When we went back home, I asked my mom (via my nephew Mauro) to fax the "Cedula de Baptismo". We returned to the embassy on Tuesday - 09:00 AM on the dot this time, 6th in the queue. We got seen around 10:00 AM. Our fax still hadn't arrived. But, in a turn of extreme good fortune, Carla was able to enter me into the Consulate with the Cedula. This immediately made our life simpler.

Many, many forms and pounds sterling later, we managed to get our visa request in. And, because I am now registered in the consulate, it will be ready for Thursday. We won't celebrate until we get our passports back, of course.

As we were coming back from the embassy, around 12:00 PM, with that sort of high you get when you finish an important exam, I remembered Elsa's words: "The funny thing is, whilst its all done in the desenrascanco sort of way, and whilst it always seems as if everything is so hard as to be utterly impossible, for some reason, somehow, when all seems truly lost, something almost miraculous always happens in the last moment and makes everything all right."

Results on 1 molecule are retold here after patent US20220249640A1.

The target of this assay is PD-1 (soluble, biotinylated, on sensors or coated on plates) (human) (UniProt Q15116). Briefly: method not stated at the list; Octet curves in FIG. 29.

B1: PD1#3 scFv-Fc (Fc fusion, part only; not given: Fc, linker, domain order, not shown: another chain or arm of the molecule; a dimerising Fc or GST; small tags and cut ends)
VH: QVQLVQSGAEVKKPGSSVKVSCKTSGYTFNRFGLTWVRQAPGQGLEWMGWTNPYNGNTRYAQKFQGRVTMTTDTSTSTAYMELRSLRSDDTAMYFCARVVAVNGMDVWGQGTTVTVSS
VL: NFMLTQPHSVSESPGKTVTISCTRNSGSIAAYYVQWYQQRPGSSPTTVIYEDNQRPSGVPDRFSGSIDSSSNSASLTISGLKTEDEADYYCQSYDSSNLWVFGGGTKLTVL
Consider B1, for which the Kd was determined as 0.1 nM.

Omnia mutantur, nihil interit, I quietly said to myself. And at that point I finally understood that the roots of my optimism are actually genetic.

Notebook of a Return to My Native Land - part 2

Sometimes I'm up and sometimes I'm down
Yes Lord, you know sometimes I'm almost to the ground
-- Louis Armstrong

Dog Years

Its funny how time flies. I mean, really. Our days are so densely packed with action that it feels like a week is at least a month long. An average day can entail going to the bank, printing and sending several letters, packing things, ringing 4 or 5 people - some of them on phone lines so bad you can't tell whether there is a person at the other end or if you're having a conversation with the echo of your own voice - and, on weekdays, spending nine hours at work. Our calendars are so full that we're even running out of time for fair well drinks. But the biggest problem isn't having so many things to do; its this unshakable sensation that we aren't actually getting anything done.